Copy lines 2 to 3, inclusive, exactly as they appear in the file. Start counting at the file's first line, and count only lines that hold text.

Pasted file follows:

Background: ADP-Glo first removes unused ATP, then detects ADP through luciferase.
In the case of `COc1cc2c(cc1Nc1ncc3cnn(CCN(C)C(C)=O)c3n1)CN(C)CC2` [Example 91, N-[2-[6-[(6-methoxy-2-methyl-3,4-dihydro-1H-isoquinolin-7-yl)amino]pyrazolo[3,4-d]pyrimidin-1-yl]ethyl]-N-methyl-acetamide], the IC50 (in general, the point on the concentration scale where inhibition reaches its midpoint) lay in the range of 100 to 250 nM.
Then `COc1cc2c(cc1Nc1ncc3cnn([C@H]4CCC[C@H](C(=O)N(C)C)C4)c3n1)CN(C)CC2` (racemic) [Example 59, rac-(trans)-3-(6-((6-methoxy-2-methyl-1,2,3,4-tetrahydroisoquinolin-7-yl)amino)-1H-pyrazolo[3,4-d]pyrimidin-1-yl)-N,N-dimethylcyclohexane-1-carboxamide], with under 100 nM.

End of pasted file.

In the case of `COc1cc2c(cc1Nc1ncc3cnn(CCN(C)C(C)=O)c3n1)CN(C)CC2` [Example 91, N-[2-[6-[(6-methoxy-2-methyl-3,4-dihydro-1H-isoquinolin-7-yl)amino]pyrazolo[3,4-d]pyrimidin-1-yl]ethyl]-N-methyl-acetamide], the IC50 (in general, the point on the concentration scale where inhibition reaches its midpoint) lay in the range of 100 to 250 nM.
Then `COc1cc2c(cc1Nc1ncc3cnn([C@H]4CCC[C@H](C(=O)N(C)C)C4)c3n1)CN(C)CC2` (racemic) [Example 59, rac-(trans)-3-(6-((6-methoxy-2-methyl-1,2,3,4-tetrahydroisoquinolin-7-yl)amino)-1H-pyrazolo[3,4-d]pyrimidin-1-yl)-N,N-dimethylcyclohexane-1-carboxamide], with under 100 nM.